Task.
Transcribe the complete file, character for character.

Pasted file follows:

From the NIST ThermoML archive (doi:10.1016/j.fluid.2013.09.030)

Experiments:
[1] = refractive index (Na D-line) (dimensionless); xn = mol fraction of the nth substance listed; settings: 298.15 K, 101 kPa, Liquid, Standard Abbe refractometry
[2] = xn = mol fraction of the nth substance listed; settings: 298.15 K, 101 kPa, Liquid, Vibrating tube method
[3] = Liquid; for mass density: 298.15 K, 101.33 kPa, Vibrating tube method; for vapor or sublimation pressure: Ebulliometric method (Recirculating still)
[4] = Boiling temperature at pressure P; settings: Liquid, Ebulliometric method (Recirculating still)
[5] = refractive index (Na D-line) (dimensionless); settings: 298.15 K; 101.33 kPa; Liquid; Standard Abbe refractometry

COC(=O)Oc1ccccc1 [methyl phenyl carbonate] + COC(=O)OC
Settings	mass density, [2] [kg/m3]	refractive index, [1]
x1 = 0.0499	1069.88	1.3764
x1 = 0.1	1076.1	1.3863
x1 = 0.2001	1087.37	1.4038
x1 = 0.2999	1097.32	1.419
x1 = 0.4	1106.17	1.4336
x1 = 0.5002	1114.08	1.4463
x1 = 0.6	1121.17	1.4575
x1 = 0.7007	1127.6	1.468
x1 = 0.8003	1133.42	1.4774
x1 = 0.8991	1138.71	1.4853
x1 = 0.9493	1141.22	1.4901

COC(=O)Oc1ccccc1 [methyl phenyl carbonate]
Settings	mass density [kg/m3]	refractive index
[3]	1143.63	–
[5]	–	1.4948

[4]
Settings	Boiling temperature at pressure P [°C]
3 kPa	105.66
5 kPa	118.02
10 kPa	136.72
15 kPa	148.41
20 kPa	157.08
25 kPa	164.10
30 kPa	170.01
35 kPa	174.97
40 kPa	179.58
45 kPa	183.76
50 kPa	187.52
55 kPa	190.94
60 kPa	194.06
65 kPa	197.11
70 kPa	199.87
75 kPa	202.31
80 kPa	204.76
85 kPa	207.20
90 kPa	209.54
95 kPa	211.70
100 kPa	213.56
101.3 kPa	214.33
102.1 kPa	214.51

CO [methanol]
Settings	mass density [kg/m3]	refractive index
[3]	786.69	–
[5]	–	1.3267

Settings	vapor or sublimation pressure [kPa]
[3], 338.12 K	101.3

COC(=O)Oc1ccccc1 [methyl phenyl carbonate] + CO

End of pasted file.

From the NIST ThermoML archive (doi:10.1016/j.fluid.2013.09.030)

Experiments:
[1] = refractive index (Na D-line) (dimensionless); xn = mol fraction of the nth substance listed; settings: 298.15 K, 101 kPa, Liquid, Standard Abbe refractometry
[2] = xn = mol fraction of the nth substance listed; settings: 298.15 K, 101 kPa, Liquid, Vibrating tube method
[3] = Liquid; for mass density: 298.15 K, 101.33 kPa, Vibrating tube method; for vapor or sublimation pressure: Ebulliometric method (Recirculating still)
[4] = Boiling temperature at pressure P; settings: Liquid, Ebulliometric method (Recirculating still)
[5] = refractive index (Na D-line) (dimensionless); settings: 298.15 K; 101.33 kPa; Liquid; Standard Abbe refractometry

COC(=O)Oc1ccccc1 [methyl phenyl carbonate] + COC(=O)OC
Settings	mass density, [2] [kg/m3]	refractive index, [1]
x1 = 0.0499	1069.88	1.3764
x1 = 0.1	1076.1	1.3863
x1 = 0.2001	1087.37	1.4038
x1 = 0.2999	1097.32	1.419
x1 = 0.4	1106.17	1.4336
x1 = 0.5002	1114.08	1.4463
x1 = 0.6	1121.17	1.4575
x1 = 0.7007	1127.6	1.468
x1 = 0.8003	1133.42	1.4774
x1 = 0.8991	1138.71	1.4853
x1 = 0.9493	1141.22	1.4901

COC(=O)Oc1ccccc1 [methyl phenyl carbonate]
Settings	mass density [kg/m3]	refractive index
[3]	1143.63	–
[5]	–	1.4948

[4]
Settings	Boiling temperature at pressure P [°C]
3 kPa	105.66
5 kPa	118.02
10 kPa	136.72
15 kPa	148.41
20 kPa	157.08
25 kPa	164.10
30 kPa	170.01
35 kPa	174.97
40 kPa	179.58
45 kPa	183.76
50 kPa	187.52
55 kPa	190.94
60 kPa	194.06
65 kPa	197.11
70 kPa	199.87
75 kPa	202.31
80 kPa	204.76
85 kPa	207.20
90 kPa	209.54
95 kPa	211.70
100 kPa	213.56
101.3 kPa	214.33
102.1 kPa	214.51

CO [methanol]
Settings	mass density [kg/m3]	refractive index
[3]	786.69	–
[5]	–	1.3267

Settings	vapor or sublimation pressure [kPa]
[3], 338.12 K	101.3

COC(=O)Oc1ccccc1 [methyl phenyl carbonate] + CO